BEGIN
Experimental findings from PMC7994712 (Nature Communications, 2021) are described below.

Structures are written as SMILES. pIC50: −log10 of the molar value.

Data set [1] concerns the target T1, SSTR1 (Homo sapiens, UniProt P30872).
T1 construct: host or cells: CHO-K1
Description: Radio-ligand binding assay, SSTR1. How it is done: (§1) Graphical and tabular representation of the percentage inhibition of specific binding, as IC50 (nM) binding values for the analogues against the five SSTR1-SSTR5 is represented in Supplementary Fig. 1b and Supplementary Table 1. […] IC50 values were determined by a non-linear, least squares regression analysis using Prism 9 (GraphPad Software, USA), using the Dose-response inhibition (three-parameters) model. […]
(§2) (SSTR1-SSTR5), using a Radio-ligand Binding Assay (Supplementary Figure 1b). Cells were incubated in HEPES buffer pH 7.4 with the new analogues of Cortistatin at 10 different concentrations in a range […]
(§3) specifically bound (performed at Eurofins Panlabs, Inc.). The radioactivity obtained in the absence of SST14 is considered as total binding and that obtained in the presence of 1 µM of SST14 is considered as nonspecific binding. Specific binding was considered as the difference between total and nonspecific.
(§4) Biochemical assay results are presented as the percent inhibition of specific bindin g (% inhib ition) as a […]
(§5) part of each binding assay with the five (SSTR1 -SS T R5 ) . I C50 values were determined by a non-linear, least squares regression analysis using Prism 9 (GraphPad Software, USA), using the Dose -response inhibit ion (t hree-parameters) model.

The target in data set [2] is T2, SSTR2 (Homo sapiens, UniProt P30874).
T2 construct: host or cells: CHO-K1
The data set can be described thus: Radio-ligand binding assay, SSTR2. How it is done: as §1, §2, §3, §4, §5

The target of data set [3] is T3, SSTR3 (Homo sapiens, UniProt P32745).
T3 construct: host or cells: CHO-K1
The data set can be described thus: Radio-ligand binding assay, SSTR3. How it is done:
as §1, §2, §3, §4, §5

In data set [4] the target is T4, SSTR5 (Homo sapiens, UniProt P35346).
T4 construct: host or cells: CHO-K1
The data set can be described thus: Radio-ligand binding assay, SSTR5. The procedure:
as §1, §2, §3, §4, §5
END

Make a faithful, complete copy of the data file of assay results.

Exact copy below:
Experimental findings from PMC7994712 (Nature Communications, 2021) are described below.

Structures are written as SMILES. pIC50: −log10 of the molar value.

Data set [1] concerns the target T1, SSTR1 (Homo sapiens, UniProt P30872).
T1 construct: host or cells: CHO-K1
Description: Radio-ligand binding assay, SSTR1. How it is done: (§1) Graphical and tabular representation of the percentage inhibition of specific binding, as IC50 (nM) binding values for the analogues against the five SSTR1-SSTR5 is represented in Supplementary Fig. 1b and Supplementary Table 1. […] IC50 values were determined by a non-linear, least squares regression analysis using Prism 9 (GraphPad Software, USA), using the Dose-response inhibition (three-parameters) model. […]
(§2) (SSTR1-SSTR5), using a Radio-ligand Binding Assay (Supplementary Figure 1b). Cells were incubated in HEPES buffer pH 7.4 with the new analogues of Cortistatin at 10 different concentrations in a range […]
(§3) specifically bound (performed at Eurofins Panlabs, Inc.). The radioactivity obtained in the absence of SST14 is considered as total binding and that obtained in the presence of 1 µM of SST14 is considered as nonspecific binding. Specific binding was considered as the difference between total and nonspecific.
(§4) Biochemical assay results are presented as the percent inhibition of specific bindin g (% inhib ition) as a […]
(§5) part of each binding assay with the five (SSTR1 -SS T R5 ) . I C50 values were determined by a non-linear, least squares regression analysis using Prism 9 (GraphPad Software, USA), using the Dose -response inhibit ion (t hree-parameters) model.

The target in data set [2] is T2, SSTR2 (Homo sapiens, UniProt P30874).
T2 construct: host or cells: CHO-K1
The data set can be described thus: Radio-ligand binding assay, SSTR2. How it is done: as §1, §2, §3, §4, §5

The target of data set [3] is T3, SSTR3 (Homo sapiens, UniProt P32745).
T3 construct: host or cells: CHO-K1
The data set can be described thus: Radio-ligand binding assay, SSTR3. How it is done:
as §1, §2, §3, §4, §5

In data set [4] the target is T4, SSTR5 (Homo sapiens, UniProt P35346).
T4 construct: host or cells: CHO-K1
The data set can be described thus: Radio-ligand binding assay, SSTR5. The procedure:
as §1, §2, §3, §4, §5